• As knowledge based texts ( like Science and Social Studies) age the online supplements should increase and be well defined.
  • Purchases in Social Studies and Science will most probably be in the form of smaller, lighter more reasonably priced trade books and trade magazines.
  • Grade level skill acquisitioning each subject must be clearly articulated and resource provided. (Skills however can not be taught in isolation but must be applied across the curriculum)
  • Leveled readers in subject areas should be considered to make the curriculum more accessible.
  • Language Arts will encompass digital literacy.
  • Reading component will progressively move toward literature as the grades progress and can then employ less expensive lighter novels instead of anthologies.

As I said this is my initial brainstorm but it needs more work. What do you think? Will this work? What would you add or delete? It is my goal to put together a working document for my school and your comments will be invaluable to the process.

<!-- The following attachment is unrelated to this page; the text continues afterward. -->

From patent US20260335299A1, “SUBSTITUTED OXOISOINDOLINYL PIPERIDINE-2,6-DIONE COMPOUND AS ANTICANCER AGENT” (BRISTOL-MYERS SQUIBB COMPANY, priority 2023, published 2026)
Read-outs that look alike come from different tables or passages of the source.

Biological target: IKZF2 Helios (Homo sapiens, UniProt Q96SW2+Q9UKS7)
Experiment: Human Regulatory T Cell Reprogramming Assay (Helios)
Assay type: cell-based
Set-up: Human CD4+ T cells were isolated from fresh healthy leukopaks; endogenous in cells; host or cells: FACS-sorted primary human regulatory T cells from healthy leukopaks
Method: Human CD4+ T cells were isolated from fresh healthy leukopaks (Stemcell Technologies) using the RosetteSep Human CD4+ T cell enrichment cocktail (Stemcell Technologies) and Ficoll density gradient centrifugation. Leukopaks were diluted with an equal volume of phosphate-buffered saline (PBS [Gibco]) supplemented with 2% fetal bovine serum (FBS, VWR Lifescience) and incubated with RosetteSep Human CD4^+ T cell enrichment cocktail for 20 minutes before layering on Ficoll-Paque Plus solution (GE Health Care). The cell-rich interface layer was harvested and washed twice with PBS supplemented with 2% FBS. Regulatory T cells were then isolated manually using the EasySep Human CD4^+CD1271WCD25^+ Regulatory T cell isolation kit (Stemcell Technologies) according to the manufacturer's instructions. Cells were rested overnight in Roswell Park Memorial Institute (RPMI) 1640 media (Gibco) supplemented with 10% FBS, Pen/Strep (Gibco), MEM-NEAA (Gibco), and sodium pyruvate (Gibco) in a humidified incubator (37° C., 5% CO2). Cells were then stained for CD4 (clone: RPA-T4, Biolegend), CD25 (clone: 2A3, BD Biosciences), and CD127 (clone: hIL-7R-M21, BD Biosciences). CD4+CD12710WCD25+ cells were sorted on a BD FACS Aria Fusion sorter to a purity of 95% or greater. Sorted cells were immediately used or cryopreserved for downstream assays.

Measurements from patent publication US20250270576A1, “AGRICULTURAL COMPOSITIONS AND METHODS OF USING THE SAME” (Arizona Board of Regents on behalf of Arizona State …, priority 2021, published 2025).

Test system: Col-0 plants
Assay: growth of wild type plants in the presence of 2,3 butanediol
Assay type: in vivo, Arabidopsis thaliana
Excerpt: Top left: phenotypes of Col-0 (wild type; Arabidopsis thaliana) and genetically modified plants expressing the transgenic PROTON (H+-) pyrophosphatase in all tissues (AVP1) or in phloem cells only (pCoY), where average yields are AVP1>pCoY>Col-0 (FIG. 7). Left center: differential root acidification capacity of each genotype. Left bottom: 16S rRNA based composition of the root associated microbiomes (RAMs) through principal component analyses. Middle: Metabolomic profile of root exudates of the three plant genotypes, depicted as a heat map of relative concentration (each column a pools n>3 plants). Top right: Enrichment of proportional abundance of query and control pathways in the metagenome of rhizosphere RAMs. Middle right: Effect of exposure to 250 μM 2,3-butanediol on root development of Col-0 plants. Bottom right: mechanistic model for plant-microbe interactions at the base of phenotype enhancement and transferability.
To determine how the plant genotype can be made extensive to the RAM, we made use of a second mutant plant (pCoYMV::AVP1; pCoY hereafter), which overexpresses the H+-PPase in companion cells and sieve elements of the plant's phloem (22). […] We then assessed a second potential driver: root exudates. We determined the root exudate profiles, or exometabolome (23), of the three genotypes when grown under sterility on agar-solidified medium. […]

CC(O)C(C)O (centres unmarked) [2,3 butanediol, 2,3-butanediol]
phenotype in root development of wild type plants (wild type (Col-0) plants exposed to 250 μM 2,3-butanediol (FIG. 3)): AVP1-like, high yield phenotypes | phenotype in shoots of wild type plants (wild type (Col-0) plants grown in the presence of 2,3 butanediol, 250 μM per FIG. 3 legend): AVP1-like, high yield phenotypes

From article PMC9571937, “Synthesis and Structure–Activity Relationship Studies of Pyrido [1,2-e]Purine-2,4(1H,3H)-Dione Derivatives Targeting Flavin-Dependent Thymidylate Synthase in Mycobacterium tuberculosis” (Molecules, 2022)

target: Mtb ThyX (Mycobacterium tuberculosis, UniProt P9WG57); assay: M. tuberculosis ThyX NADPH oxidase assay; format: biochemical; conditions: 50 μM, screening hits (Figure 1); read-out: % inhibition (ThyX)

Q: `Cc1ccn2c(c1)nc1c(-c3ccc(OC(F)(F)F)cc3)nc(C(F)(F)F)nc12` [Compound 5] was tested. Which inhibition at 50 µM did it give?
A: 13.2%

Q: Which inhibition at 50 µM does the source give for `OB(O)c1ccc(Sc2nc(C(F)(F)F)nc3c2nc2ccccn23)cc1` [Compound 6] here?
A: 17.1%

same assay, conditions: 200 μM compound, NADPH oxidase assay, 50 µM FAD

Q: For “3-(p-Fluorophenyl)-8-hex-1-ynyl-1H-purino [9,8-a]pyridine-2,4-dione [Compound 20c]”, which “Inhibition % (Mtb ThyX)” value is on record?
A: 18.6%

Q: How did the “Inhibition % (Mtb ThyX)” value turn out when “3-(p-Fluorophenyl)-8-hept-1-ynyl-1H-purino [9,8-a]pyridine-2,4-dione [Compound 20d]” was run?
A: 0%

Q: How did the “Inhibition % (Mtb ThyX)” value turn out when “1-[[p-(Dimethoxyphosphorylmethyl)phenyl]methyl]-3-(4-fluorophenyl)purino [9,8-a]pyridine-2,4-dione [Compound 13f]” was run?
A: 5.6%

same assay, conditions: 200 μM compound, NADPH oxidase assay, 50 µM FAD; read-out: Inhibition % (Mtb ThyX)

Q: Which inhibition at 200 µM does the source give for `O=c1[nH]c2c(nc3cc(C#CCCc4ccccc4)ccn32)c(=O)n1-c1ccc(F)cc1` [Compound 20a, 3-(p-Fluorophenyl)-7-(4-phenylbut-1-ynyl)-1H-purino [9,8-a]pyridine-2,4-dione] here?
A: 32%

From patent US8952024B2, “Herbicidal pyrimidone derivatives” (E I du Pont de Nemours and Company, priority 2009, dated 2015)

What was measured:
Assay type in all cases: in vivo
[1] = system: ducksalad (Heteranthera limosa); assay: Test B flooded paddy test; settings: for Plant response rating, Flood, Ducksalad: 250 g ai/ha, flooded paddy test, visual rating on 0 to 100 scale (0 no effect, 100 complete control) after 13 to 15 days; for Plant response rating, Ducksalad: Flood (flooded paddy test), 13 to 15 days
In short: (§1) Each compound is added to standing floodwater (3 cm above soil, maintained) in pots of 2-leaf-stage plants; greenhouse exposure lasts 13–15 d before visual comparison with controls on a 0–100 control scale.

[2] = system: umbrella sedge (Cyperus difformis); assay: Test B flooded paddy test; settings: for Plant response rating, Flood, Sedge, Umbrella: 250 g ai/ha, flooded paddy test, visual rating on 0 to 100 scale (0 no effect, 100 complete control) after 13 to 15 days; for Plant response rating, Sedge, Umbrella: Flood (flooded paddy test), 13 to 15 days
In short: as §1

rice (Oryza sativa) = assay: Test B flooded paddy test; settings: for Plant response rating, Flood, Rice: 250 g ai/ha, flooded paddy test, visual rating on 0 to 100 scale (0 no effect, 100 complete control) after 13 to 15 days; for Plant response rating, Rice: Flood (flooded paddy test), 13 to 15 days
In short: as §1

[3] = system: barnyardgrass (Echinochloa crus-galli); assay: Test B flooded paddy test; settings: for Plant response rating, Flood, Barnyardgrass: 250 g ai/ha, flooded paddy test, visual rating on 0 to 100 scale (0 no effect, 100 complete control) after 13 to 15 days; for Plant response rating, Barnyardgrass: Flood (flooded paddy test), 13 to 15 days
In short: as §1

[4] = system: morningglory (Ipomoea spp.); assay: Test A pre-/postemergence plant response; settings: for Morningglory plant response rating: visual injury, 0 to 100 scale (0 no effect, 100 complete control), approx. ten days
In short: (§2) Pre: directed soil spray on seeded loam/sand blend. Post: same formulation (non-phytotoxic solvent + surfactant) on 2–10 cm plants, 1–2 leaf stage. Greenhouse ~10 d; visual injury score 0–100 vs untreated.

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Nathan Lowell said...

I like the way this is evolving and I'm gonna think out loud about this section:

Basic academic skills like reading, phonics, computation etc. are well served by a structured text driven curriculum. Critical thinking and knowledge skills are not. How do we strike a balance here, particularly at the K-8 level?

In working with my own kids (8 and 11), I've noticed that setting them critical thinking tasks and knowledge skills goals resulted in improvements in reading, computation, etc.